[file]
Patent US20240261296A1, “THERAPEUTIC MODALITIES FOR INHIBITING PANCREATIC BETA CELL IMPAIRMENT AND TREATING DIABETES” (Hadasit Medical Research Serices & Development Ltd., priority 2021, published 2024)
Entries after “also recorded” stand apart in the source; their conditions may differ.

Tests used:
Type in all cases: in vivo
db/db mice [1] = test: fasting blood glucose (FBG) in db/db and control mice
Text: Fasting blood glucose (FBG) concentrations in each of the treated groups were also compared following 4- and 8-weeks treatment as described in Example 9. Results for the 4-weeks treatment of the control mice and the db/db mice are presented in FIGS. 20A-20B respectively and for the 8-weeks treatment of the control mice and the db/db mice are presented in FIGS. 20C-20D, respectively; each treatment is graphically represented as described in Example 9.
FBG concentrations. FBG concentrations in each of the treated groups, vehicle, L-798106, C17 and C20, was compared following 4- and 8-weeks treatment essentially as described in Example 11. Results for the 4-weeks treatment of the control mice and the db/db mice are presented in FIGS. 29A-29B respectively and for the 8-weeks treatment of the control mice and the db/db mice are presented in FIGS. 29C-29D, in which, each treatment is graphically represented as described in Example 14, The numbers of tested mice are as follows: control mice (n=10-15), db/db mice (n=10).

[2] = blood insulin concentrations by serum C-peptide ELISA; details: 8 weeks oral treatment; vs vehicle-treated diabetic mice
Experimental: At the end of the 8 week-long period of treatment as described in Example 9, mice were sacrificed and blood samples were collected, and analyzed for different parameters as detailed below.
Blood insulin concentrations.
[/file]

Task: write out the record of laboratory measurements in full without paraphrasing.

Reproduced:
Patent US20240261296A1, “THERAPEUTIC MODALITIES FOR INHIBITING PANCREATIC BETA CELL IMPAIRMENT AND TREATING DIABETES” (Hadasit Medical Research Serices & Development Ltd., priority 2021, published 2024)
Entries after “also recorded” stand apart in the source; their conditions may differ.

Tests used:
Type in all cases: in vivo
db/db mice [1] = test: fasting blood glucose (FBG) in db/db and control mice
Text: Fasting blood glucose (FBG) concentrations in each of the treated groups were also compared following 4- and 8-weeks treatment as described in Example 9. Results for the 4-weeks treatment of the control mice and the db/db mice are presented in FIGS. 20A-20B respectively and for the 8-weeks treatment of the control mice and the db/db mice are presented in FIGS. 20C-20D, respectively; each treatment is graphically represented as described in Example 9.
FBG concentrations. FBG concentrations in each of the treated groups, vehicle, L-798106, C17 and C20, was compared following 4- and 8-weeks treatment essentially as described in Example 11. Results for the 4-weeks treatment of the control mice and the db/db mice are presented in FIGS. 29A-29B respectively and for the 8-weeks treatment of the control mice and the db/db mice are presented in FIGS. 29C-29D, in which, each treatment is graphically represented as described in Example 14, The numbers of tested mice are as follows: control mice (n=10-15), db/db mice (n=10).

[2] = blood insulin concentrations by serum C-peptide ELISA; details: 8 weeks oral treatment; vs vehicle-treated diabetic mice
Experimental: At the end of the 8 week-long period of treatment as described in Example 9, mice were sacrificed and blood samples were collected, and analyzed for different parameters as detailed below.
Blood insulin concentrations.